I was going to start this first blog of 2017 – Happy New Year, by the way – talking about mergers and acquisitions, and particularly the CIOs role in such work. Because of the Brexit vote Sterling declined in value and UK companies look to be very good value to foreign investors. Despite the experts fears following the Brexit vote many companies are doing very well in the UK too, which is now one of the top growing economies in the world. Remember, so concerned was the Bank of England about the Brexit vote that it introduced a stimulus package. Given the underlying economic performance has been maintained in the last six months that may lead to an overheating which would not be ideal at a time when business seeks some degree of consistency and stability in what will no doubt be a politically volatile year or two to come.
Last night I saw a press release that changed my plans. Gartner is to acquire Corporate Executive Board. Well clearly this allows me to maintain the theme of acquisition, but from a very different angle. This merger – costing Gartner an eye-watering $2.6 billion in cash and shares – will create an enormous Advisory and Research company with an annual turnover of $3.3 billion and 13,000 staff. 10 years or more ago, CEB were of great concern to Gartner because their ratios in the market looked so good, they were growing fast and their share price was buoyant. But they faltered and Gartner relaxed.
Meanwhile Gene Hall, who I know slightly – he arrived a few months before my entirely unconnected departure – focused on what previous work in Gartner had called the 800lb gorilla in the marketplace – the vast majority of companies who didn’t take research or advisory services at all. Through a clear vision of sales channel growth, uncompromising execution and unwavering focus Mr Hall has grown Gartner to the point where it has bought CEB.
When thinking of the big American research companies CIOs tend to think Gartner, CEB and Forrester. They are all different – CEB focused across the whole c-suite – helping each executive to be the best in their role; Forrester on the business futures enabled by technology and Gartner on IT. But in the emerging digital world those things blur. In CIO Connect’s work on Everything as a Service we talk about the need for the whole c-suite to be engaged with technology, and we explain why the whole Board needs to be involved in digital strategies. Gartner started to position its research for IT leaders and for other roles; now it will have access to leading thinking about those other roles, and can feed into that its research on how to do IT well. This will be very helpful to global organisation getting to grips with an emerging digital future – where ‘good practice’ has not yet been fully mapped out.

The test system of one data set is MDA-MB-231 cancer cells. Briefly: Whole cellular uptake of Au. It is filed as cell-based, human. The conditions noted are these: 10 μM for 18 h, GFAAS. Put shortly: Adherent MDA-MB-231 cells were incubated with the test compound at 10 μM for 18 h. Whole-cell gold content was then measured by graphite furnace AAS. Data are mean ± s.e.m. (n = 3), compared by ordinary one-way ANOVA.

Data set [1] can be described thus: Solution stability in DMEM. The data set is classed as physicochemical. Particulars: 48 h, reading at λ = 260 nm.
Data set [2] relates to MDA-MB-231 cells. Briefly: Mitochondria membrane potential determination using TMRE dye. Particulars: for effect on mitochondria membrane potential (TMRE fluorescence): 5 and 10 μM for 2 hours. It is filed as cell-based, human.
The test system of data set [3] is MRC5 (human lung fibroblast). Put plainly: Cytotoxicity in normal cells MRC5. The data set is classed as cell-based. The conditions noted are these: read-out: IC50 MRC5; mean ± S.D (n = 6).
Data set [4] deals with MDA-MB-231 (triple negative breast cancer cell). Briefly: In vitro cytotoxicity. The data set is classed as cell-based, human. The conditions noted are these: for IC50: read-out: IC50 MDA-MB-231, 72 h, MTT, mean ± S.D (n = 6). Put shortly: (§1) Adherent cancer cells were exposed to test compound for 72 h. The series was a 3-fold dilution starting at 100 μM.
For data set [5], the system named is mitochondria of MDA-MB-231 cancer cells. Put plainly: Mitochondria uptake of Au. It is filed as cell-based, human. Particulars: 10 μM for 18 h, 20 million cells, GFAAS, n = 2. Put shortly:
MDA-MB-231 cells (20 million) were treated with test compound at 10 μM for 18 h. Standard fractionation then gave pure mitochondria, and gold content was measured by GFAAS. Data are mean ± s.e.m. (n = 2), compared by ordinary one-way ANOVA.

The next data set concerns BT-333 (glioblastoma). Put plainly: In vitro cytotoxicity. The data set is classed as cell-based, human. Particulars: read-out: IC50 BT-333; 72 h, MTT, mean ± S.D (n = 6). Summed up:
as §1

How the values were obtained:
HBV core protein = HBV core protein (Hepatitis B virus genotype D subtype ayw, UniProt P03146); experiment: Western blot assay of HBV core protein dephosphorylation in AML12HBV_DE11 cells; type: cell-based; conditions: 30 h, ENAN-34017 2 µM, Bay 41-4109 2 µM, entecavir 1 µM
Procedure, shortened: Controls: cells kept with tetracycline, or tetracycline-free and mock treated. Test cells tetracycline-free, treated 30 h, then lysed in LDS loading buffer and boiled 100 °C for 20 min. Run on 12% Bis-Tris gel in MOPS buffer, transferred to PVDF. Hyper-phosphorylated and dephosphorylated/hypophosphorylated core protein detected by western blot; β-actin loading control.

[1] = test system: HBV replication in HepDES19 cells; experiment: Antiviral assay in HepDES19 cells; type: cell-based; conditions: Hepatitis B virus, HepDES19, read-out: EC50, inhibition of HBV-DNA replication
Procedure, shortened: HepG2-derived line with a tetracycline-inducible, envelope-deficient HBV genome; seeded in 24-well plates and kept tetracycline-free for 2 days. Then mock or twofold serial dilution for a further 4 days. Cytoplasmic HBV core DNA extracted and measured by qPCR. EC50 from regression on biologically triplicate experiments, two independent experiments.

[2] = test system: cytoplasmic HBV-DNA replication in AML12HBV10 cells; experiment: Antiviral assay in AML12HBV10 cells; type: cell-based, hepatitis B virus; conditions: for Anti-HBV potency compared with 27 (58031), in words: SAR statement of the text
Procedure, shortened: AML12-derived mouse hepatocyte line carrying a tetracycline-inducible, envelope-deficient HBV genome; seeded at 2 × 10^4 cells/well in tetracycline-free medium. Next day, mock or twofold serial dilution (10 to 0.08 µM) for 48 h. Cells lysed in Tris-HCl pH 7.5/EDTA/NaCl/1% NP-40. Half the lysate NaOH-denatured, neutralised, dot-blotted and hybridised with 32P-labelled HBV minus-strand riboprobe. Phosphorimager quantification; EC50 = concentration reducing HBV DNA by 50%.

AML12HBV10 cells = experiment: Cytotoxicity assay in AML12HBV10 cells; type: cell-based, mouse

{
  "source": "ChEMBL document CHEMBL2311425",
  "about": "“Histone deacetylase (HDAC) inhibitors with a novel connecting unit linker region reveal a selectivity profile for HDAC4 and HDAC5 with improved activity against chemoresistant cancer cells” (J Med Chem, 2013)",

But something will be lost too. I have long said that organisations need a view of the world – both business and technology – which is not east coast American. This merger does little to address that. Gartner Research, which swallowed Meta Group 10 or 11 years ago, and Butler Research more recently will need competitive thinking to keep it on its toes. There are smaller niche players – like us at CIO Connect, and many others. There are the big consultancies with regional focus and local consultants. And there are global players like Conference Board with wider perspectives and others like them. There has never been a greater range of thinking available, and it has never been easier to access that thinking.
It is important for the CIO to seek information widely and not just follow the crowd. It is lazy to rely on Gartner alone, although it is easy to do. Years ago “nobody got fired for buying IBM”, until they did because it was staid and focused on a different age of computing. “Source Gartner” is pretty common in Board level presentations across the globe and carries authority. But make sure you read widely, think and, where appropriate, act differently too. Following the herd is not always a winning strategy.